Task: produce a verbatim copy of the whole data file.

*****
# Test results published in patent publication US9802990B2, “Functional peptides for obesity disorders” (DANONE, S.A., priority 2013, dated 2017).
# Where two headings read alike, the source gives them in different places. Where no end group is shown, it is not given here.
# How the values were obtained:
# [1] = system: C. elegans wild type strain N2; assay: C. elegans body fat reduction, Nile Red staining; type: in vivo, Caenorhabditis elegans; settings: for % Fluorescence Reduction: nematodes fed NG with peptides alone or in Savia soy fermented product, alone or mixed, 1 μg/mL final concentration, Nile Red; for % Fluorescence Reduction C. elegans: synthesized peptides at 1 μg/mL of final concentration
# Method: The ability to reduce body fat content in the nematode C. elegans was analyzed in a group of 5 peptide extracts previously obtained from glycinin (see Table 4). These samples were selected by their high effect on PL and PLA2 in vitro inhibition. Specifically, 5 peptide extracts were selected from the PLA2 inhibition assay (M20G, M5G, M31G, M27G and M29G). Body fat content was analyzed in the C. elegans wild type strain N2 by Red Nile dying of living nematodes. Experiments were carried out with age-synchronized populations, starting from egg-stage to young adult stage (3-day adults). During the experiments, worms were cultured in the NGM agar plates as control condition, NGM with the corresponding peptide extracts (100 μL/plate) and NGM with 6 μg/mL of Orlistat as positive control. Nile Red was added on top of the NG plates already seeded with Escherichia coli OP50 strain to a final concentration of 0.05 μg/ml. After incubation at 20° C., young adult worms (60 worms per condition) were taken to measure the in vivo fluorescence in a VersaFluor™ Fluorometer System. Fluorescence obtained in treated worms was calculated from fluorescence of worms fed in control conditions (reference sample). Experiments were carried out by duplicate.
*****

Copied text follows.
# Test results published in patent publication US9802990B2, “Functional peptides for obesity disorders” (DANONE, S.A., priority 2013, dated 2017).
# Where two headings read alike, the source gives them in different places. Where no end group is shown, it is not given here.
# How the values were obtained:
# [1] = system: C. elegans wild type strain N2; assay: C. elegans body fat reduction, Nile Red staining; type: in vivo, Caenorhabditis elegans; settings: for % Fluorescence Reduction: nematodes fed NG with peptides alone or in Savia soy fermented product, alone or mixed, 1 μg/mL final concentration, Nile Red; for % Fluorescence Reduction C. elegans: synthesized peptides at 1 μg/mL of final concentration
# Method: The ability to reduce body fat content in the nematode C. elegans was analyzed in a group of 5 peptide extracts previously obtained from glycinin (see Table 4). These samples were selected by their high effect on PL and PLA2 in vitro inhibition. Specifically, 5 peptide extracts were selected from the PLA2 inhibition assay (M20G, M5G, M31G, M27G and M29G). Body fat content was analyzed in the C. elegans wild type strain N2 by Red Nile dying of living nematodes. Experiments were carried out with age-synchronized populations, starting from egg-stage to young adult stage (3-day adults). During the experiments, worms were cultured in the NGM agar plates as control condition, NGM with the corresponding peptide extracts (100 μL/plate) and NGM with 6 μg/mL of Orlistat as positive control. Nile Red was added on top of the NG plates already seeded with Escherichia coli OP50 strain to a final concentration of 0.05 μg/ml. After incubation at 20° C., young adult worms (60 worms per condition) were taken to measure the in vivo fluorescence in a VersaFluor™ Fluorometer System. Fluorescence obtained in treated worms was calculated from fluorescence of worms fed in control conditions (reference sample). Experiments were carried out by duplicate.